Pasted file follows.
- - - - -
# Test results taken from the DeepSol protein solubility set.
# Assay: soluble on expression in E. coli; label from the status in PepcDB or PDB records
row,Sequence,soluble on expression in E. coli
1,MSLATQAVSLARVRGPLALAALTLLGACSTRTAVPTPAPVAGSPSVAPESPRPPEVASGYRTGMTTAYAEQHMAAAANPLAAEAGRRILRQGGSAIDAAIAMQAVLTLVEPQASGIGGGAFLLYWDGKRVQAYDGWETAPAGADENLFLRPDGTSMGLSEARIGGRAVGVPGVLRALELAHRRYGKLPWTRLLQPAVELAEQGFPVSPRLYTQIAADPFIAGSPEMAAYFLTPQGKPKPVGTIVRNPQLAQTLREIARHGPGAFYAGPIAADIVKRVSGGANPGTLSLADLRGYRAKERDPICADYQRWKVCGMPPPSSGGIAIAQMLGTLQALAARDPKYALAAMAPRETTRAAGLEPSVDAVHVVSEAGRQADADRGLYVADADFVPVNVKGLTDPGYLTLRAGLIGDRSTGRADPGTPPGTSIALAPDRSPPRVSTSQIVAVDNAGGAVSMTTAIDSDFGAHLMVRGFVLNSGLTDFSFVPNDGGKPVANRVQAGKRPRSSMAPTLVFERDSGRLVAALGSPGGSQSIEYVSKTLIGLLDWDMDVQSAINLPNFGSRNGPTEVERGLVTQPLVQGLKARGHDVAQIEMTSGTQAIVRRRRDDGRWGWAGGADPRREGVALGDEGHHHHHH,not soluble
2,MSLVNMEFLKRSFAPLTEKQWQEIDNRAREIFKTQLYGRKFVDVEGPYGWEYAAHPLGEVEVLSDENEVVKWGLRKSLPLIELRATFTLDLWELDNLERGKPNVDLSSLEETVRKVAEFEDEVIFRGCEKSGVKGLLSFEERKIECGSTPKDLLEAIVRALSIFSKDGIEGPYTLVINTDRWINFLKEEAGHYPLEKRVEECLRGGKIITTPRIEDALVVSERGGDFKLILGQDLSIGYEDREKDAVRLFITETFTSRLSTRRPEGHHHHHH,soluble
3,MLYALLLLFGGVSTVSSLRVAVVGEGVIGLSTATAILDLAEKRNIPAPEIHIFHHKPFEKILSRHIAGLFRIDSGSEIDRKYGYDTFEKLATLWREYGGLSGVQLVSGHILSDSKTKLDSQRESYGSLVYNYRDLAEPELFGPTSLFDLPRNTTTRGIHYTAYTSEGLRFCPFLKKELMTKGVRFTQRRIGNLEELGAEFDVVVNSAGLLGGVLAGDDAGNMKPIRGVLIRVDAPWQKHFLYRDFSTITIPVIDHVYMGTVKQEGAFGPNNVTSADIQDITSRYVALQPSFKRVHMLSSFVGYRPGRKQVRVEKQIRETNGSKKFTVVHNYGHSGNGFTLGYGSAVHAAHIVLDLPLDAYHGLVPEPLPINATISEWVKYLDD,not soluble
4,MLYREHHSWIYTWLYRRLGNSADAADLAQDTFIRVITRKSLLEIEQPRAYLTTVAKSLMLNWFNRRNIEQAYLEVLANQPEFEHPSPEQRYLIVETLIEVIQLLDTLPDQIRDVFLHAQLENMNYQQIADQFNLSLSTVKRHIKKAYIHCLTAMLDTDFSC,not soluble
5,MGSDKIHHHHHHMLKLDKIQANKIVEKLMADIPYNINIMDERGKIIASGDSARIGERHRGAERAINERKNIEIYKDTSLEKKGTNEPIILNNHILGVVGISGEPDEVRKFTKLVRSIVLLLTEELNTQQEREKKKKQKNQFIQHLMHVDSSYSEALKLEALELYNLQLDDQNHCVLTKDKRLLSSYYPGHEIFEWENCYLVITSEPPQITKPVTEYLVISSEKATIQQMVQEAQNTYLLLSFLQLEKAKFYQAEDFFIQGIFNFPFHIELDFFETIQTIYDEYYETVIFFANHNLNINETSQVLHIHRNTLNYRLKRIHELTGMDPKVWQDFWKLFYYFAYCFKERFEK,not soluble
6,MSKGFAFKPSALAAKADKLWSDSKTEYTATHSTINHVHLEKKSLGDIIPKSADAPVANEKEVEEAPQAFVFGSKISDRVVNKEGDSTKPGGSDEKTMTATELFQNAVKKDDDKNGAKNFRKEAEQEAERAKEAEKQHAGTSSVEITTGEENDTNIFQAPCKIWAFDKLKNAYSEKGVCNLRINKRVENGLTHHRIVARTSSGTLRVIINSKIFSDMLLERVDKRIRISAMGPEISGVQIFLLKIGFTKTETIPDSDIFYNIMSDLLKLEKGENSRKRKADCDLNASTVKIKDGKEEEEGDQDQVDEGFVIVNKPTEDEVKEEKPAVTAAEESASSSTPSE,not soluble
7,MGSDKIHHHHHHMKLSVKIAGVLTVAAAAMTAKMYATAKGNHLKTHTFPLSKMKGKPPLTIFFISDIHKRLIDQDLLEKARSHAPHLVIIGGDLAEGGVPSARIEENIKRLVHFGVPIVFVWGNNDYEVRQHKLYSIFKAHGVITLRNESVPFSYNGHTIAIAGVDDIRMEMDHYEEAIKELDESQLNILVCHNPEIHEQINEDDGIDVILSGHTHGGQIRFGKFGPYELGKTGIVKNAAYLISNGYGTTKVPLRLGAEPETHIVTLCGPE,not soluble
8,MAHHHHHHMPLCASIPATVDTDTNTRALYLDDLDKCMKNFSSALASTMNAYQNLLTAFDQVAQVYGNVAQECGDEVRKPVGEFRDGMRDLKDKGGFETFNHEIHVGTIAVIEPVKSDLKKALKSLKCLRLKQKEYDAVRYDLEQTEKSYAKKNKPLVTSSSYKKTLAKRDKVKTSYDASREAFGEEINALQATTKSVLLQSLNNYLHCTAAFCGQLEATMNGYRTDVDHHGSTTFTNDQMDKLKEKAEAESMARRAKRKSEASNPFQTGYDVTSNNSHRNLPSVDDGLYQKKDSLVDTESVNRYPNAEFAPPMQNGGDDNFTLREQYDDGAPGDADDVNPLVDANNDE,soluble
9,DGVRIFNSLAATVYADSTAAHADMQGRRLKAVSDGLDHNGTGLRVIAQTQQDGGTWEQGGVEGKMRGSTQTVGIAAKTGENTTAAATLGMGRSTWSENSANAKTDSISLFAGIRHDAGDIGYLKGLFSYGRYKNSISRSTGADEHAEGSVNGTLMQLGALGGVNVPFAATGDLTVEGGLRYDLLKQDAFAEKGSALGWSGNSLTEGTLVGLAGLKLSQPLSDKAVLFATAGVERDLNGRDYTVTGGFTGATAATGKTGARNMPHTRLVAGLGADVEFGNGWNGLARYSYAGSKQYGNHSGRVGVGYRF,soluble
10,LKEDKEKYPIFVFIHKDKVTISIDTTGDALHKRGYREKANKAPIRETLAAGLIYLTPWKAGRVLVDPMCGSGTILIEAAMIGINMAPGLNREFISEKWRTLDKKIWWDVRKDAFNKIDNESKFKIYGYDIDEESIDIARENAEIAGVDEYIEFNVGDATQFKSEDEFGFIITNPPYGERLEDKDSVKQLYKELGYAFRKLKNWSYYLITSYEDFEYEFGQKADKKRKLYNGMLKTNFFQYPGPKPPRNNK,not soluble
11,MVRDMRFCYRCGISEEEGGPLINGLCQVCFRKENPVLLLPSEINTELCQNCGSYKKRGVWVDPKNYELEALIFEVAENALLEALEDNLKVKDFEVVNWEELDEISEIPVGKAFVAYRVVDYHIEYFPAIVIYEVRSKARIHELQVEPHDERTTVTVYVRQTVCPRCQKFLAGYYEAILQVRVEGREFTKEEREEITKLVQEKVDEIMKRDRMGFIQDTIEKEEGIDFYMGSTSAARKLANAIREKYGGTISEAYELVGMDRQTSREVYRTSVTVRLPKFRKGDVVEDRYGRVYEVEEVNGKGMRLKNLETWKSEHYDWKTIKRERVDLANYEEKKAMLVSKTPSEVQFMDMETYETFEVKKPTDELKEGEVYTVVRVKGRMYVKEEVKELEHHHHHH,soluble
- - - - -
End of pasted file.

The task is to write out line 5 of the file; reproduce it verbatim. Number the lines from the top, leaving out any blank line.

2,MSLVNMEFLKRSFAPLTEKQWQEIDNRAREIFKTQLYGRKFVDVEGPYGWEYAAHPLGEVEVLSDENEVVKWGLRKSLPLIELRATFTLDLWELDNLERGKPNVDLSSLEETVRKVAEFEDEVIFRGCEKSGVKGLLSFEERKIECGSTPKDLLEAIVRALSIFSKDGIEGPYTLVINTDRWINFLKEEAGHYPLEKRVEECLRGGKIITTPRIEDALVVSERGGDFKLILGQDLSIGYEDREKDAVRLFITETFTSRLSTRRPEGHHHHHH,soluble